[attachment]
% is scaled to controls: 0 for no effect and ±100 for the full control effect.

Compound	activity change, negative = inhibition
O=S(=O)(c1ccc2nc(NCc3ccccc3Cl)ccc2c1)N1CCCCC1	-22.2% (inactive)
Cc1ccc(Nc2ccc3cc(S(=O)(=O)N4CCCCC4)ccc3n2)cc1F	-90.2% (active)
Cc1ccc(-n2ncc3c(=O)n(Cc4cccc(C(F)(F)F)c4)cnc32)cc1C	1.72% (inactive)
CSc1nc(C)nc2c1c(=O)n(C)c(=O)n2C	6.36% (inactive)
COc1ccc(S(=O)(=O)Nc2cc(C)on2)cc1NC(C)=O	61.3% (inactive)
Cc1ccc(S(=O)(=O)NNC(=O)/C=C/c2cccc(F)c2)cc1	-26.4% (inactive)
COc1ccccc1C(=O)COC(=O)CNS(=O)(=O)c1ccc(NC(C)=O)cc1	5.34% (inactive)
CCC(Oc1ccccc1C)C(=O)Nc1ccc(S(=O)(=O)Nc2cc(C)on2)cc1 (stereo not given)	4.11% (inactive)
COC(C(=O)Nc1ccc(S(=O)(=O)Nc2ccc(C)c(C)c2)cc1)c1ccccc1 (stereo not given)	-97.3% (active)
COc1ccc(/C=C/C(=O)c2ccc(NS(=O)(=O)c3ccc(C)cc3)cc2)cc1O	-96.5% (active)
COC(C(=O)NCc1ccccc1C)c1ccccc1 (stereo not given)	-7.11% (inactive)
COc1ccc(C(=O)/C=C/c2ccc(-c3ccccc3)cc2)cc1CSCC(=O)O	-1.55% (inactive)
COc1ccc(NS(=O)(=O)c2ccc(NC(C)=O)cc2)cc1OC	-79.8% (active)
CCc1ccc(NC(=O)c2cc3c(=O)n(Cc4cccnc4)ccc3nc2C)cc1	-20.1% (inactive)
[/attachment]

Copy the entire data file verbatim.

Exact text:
% is scaled to controls: 0 for no effect and ±100 for the full control effect.

Compound	activity change, negative = inhibition
O=S(=O)(c1ccc2nc(NCc3ccccc3Cl)ccc2c1)N1CCCCC1	-22.2% (inactive)
Cc1ccc(Nc2ccc3cc(S(=O)(=O)N4CCCCC4)ccc3n2)cc1F	-90.2% (active)
Cc1ccc(-n2ncc3c(=O)n(Cc4cccc(C(F)(F)F)c4)cnc32)cc1C	1.72% (inactive)
CSc1nc(C)nc2c1c(=O)n(C)c(=O)n2C	6.36% (inactive)
COc1ccc(S(=O)(=O)Nc2cc(C)on2)cc1NC(C)=O	61.3% (inactive)
Cc1ccc(S(=O)(=O)NNC(=O)/C=C/c2cccc(F)c2)cc1	-26.4% (inactive)
COc1ccccc1C(=O)COC(=O)CNS(=O)(=O)c1ccc(NC(C)=O)cc1	5.34% (inactive)
CCC(Oc1ccccc1C)C(=O)Nc1ccc(S(=O)(=O)Nc2cc(C)on2)cc1 (stereo not given)	4.11% (inactive)
COC(C(=O)Nc1ccc(S(=O)(=O)Nc2ccc(C)c(C)c2)cc1)c1ccccc1 (stereo not given)	-97.3% (active)
COc1ccc(/C=C/C(=O)c2ccc(NS(=O)(=O)c3ccc(C)cc3)cc2)cc1O	-96.5% (active)
COC(C(=O)NCc1ccccc1C)c1ccccc1 (stereo not given)	-7.11% (inactive)
COc1ccc(C(=O)/C=C/c2ccc(-c3ccccc3)cc2)cc1CSCC(=O)O	-1.55% (inactive)
COc1ccc(NS(=O)(=O)c2ccc(NC(C)=O)cc2)cc1OC	-79.8% (active)
CCc1ccc(NC(=O)c2cc3c(=O)n(Cc4cccnc4)ccc3nc2C)cc1	-20.1% (inactive)